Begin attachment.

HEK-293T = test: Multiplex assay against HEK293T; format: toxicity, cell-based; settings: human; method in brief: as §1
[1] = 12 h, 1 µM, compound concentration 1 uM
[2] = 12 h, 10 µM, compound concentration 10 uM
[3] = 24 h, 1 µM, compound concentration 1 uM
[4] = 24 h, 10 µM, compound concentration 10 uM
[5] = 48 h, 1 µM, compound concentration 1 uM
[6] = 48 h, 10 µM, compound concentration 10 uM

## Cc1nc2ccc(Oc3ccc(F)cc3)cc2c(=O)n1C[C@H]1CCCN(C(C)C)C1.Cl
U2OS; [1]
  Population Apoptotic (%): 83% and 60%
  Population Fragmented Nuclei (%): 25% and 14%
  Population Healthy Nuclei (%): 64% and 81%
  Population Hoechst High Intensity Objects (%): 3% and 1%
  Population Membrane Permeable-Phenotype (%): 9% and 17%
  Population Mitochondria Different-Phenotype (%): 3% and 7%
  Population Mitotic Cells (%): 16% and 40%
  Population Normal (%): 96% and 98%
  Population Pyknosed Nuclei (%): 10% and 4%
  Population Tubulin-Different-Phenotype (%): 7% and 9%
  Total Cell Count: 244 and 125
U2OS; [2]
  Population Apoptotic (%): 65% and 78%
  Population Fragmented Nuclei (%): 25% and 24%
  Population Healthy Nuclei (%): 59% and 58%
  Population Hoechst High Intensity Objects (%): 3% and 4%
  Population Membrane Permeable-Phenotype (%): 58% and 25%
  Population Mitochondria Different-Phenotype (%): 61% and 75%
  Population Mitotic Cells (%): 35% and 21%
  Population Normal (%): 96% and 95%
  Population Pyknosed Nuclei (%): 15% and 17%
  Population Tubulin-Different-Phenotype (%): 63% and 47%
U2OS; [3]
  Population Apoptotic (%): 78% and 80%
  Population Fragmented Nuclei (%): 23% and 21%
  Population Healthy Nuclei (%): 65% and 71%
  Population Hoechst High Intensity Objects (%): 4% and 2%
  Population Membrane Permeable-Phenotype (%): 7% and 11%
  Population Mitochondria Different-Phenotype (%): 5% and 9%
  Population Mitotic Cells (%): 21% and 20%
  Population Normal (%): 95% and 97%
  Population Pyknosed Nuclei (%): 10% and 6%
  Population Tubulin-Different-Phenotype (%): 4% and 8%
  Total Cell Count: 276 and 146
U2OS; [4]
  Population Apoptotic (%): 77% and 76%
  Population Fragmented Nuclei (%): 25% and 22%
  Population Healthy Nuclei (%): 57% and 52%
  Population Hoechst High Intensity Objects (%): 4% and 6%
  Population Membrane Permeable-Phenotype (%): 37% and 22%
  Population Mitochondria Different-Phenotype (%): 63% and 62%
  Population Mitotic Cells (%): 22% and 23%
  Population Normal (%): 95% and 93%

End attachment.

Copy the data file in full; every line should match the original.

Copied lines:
HEK-293T = test: Multiplex assay against HEK293T; format: toxicity, cell-based; settings: human; method in brief: as §1
[1] = 12 h, 1 µM, compound concentration 1 uM
[2] = 12 h, 10 µM, compound concentration 10 uM
[3] = 24 h, 1 µM, compound concentration 1 uM
[4] = 24 h, 10 µM, compound concentration 10 uM
[5] = 48 h, 1 µM, compound concentration 1 uM
[6] = 48 h, 10 µM, compound concentration 10 uM

## Cc1nc2ccc(Oc3ccc(F)cc3)cc2c(=O)n1C[C@H]1CCCN(C(C)C)C1.Cl
U2OS; [1]
  Population Apoptotic (%): 83% and 60%
  Population Fragmented Nuclei (%): 25% and 14%
  Population Healthy Nuclei (%): 64% and 81%
  Population Hoechst High Intensity Objects (%): 3% and 1%
  Population Membrane Permeable-Phenotype (%): 9% and 17%
  Population Mitochondria Different-Phenotype (%): 3% and 7%
  Population Mitotic Cells (%): 16% and 40%
  Population Normal (%): 96% and 98%
  Population Pyknosed Nuclei (%): 10% and 4%
  Population Tubulin-Different-Phenotype (%): 7% and 9%
  Total Cell Count: 244 and 125
U2OS; [2]
  Population Apoptotic (%): 65% and 78%
  Population Fragmented Nuclei (%): 25% and 24%
  Population Healthy Nuclei (%): 59% and 58%
  Population Hoechst High Intensity Objects (%): 3% and 4%
  Population Membrane Permeable-Phenotype (%): 58% and 25%
  Population Mitochondria Different-Phenotype (%): 61% and 75%
  Population Mitotic Cells (%): 35% and 21%
  Population Normal (%): 96% and 95%
  Population Pyknosed Nuclei (%): 15% and 17%
  Population Tubulin-Different-Phenotype (%): 63% and 47%
U2OS; [3]
  Population Apoptotic (%): 78% and 80%
  Population Fragmented Nuclei (%): 23% and 21%
  Population Healthy Nuclei (%): 65% and 71%
  Population Hoechst High Intensity Objects (%): 4% and 2%
  Population Membrane Permeable-Phenotype (%): 7% and 11%
  Population Mitochondria Different-Phenotype (%): 5% and 9%
  Population Mitotic Cells (%): 21% and 20%
  Population Normal (%): 95% and 97%
  Population Pyknosed Nuclei (%): 10% and 6%
  Population Tubulin-Different-Phenotype (%): 4% and 8%
  Total Cell Count: 276 and 146
U2OS; [4]
  Population Apoptotic (%): 77% and 76%
  Population Fragmented Nuclei (%): 25% and 22%
  Population Healthy Nuclei (%): 57% and 52%
  Population Hoechst High Intensity Objects (%): 4% and 6%
  Population Membrane Permeable-Phenotype (%): 37% and 22%
  Population Mitochondria Different-Phenotype (%): 63% and 62%
  Population Mitotic Cells (%): 22% and 23%
  Population Normal (%): 95% and 93%